The symptoms of ulcerative colitis or Crohn's disease can be painful, frequent and embarrassing. Like the thousands of patients who come to our clinic each year, you want safe and effective relief of your stomach cramps, diarrhea and other forms of intestinal pain. You also want to prevent your disease from worsening. Our nationally recognized gastrointestinal doctors and colorectal surgeons specialize in IBD, and they understand how your discomfort affects your daily life.
Our doctors offer advanced treatment options that require specialized training, practice, and technology, such as, endoscopic mucosal resection (EMR), endoscopic submucosal dissection (ESD), laparoscopy and ileal pouch procedures —all very advanced treatment techniques that are not widely available.
With your very first call to us (717-531-3998), our dedicated IBD Coordinator will take your history, obtain your referral information, make sure you meet with the right specialist, as soon as possible. Our team of surgeons, gastroenterologists, radiologists, nutritionists, and other specialists will work together to provide you with a personalized treatment plan that is best for your unique symptoms.
IBD Treatments at Penn State Health
Our surgeons will treat your condition using one more of the following techniques, performed by a team of experts who specialize in these procedures and therapies.
Your personalized IBD treatment plan may include one or more of the following surgical treatments:
- Ileal pouch anal anastomosis (IPAA)
- Colectomy or small bowel resection (with or without colostomy or ileostomy)
- Therapeutic endoscopy (including endoscopic mucosal resection, endoscopic submucosal dissection and endoscopic dilation)
Instead of or addition to surgery, your treatment plan may include:
- Drug therapy (standard medications as well as clinical trials)
- Pouchitis management
- Nutrition management
- Stomal Therapy
Advanced IBD Treatment in Pennsylvania
Patients from throughout Pennsylvania and the Mid-Atlantic States come to us for the latest drug therapies and the most advanced, minimally invasive surgical techniques available. We understand that while IBD can be severely uncomfortable, you may still consider surgery a last resort. Improvements and advancements in IBD care means that surgery does not need to disrupt your life. Consider our expertise:
- Our surgeons perform up to 250 major operations (an average of five per week) on IBD patients each year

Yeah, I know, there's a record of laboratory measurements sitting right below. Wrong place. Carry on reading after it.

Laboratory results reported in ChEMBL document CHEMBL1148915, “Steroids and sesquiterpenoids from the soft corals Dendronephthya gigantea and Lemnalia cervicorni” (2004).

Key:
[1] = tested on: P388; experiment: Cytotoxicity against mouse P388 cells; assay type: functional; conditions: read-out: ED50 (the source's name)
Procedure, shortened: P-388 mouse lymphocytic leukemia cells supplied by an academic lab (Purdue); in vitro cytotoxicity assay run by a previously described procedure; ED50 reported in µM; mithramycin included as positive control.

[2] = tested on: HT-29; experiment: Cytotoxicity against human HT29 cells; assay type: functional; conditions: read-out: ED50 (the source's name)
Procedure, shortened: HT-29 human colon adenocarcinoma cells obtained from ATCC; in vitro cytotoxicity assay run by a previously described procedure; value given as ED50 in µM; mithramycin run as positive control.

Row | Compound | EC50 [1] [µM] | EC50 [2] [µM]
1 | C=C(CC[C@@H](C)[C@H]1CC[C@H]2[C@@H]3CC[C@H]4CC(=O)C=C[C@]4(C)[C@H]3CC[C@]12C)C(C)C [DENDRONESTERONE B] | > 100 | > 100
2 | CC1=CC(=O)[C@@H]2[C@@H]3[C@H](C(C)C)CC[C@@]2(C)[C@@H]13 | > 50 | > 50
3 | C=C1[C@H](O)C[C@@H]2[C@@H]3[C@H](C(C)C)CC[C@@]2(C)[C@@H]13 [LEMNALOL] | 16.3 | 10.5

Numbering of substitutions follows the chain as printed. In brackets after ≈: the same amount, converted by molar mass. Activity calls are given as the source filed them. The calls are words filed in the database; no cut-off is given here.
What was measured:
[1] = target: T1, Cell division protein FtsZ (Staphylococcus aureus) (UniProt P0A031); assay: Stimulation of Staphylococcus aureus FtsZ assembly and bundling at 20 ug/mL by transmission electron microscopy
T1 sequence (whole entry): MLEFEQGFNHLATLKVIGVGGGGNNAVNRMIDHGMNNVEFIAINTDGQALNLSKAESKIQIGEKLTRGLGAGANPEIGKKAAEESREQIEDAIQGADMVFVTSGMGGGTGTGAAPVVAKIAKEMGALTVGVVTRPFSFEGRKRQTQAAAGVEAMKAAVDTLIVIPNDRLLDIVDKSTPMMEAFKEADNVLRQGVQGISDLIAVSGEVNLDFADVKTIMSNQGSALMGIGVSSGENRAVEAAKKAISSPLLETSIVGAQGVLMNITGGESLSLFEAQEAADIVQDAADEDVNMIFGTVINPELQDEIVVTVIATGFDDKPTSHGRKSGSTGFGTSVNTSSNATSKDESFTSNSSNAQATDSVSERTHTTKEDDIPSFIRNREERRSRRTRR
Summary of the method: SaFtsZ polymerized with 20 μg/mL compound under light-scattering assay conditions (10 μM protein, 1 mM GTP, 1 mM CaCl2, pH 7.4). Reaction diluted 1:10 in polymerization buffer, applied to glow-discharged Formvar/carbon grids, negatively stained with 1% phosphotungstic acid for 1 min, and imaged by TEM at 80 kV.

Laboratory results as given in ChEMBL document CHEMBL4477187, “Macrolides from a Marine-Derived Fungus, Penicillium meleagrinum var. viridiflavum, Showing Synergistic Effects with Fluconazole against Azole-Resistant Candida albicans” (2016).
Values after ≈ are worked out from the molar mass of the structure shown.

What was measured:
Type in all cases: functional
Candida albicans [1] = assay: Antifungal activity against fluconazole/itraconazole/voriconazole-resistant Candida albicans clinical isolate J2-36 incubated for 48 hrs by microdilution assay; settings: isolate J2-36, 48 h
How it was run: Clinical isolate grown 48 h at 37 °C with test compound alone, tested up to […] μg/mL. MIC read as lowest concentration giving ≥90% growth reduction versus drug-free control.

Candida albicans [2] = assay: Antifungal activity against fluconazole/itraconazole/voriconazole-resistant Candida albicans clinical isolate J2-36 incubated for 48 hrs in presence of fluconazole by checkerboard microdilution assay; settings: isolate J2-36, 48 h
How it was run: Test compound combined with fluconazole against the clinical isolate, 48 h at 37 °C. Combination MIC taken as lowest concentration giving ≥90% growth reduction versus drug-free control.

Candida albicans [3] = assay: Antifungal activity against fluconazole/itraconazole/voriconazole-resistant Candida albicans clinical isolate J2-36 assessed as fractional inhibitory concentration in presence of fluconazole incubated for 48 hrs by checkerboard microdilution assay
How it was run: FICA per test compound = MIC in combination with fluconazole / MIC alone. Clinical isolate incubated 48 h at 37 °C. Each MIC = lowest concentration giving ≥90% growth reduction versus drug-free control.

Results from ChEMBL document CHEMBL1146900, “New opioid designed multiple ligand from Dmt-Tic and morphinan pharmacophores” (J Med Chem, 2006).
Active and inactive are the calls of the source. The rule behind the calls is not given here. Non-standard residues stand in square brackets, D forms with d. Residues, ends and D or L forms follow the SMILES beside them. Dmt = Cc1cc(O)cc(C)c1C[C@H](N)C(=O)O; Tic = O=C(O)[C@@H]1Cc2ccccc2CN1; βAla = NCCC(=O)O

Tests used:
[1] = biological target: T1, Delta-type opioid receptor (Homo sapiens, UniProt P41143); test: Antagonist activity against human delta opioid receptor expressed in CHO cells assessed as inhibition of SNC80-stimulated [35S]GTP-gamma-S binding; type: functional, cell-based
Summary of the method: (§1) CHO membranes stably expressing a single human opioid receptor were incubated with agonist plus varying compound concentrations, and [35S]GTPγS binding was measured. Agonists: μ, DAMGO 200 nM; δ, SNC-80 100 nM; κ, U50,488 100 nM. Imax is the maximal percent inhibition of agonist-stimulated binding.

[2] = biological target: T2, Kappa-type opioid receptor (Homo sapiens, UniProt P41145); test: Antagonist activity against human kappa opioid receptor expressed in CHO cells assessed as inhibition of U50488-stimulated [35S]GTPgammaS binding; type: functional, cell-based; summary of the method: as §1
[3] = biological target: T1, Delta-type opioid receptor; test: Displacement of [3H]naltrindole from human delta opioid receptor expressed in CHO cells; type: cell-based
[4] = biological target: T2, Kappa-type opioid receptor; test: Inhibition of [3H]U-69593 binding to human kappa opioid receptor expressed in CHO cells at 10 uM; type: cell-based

- 30-40 percent of these surgeries involve laparoscopy—a minimally invasive technique that uses one or more small incisions to access the abdomen, instead of one large cut. This means you can recovery more quickly, and with less pain, less scaring, and less risk of infection.
Our doctors will help you decide whether surgery is right for you.
Our Team Approach to Care
We provide a collaborative, team approach to treatment. This ensures that you are aware of all the options available to you, and that every doctor and specialist on your team is working together to provide you with the best care possible. In one visit to Penn State Hershey's IBD Center, you will:
- Meet with a doctor who specializes in your condition, who will evaluate you and prepare a care program
- Undergo X-ray studies which may help diagnose your condition and/or pinpoint the location of your inflammation
- Discuss advanced treatments with a surgeon, so that you are aware of the options available to you
Our doctors also draw upon other experts immediately available within Penn State Health and Penn State College of Medicine. These experts have made a commitment to caring for our special group of patients:
- Stomal therapists
- Fertility experts
- Pathologists and Radiologists
Make an Appointment
To make an appointment, or to refer a patient to our care, contact our dedicated IBD Coordinator at 717 531-3998 or Penn State Health Careline 1-800-243-1455.
IBD Support Group Meeting Elizabethtown - October 5, 2016
IBD Patient Symposium - October 15, 2016
IBD Support Group Meeting Hershey - November 2, 2016
IBD Support Group Meeting Elizabethtown - December 7, 2016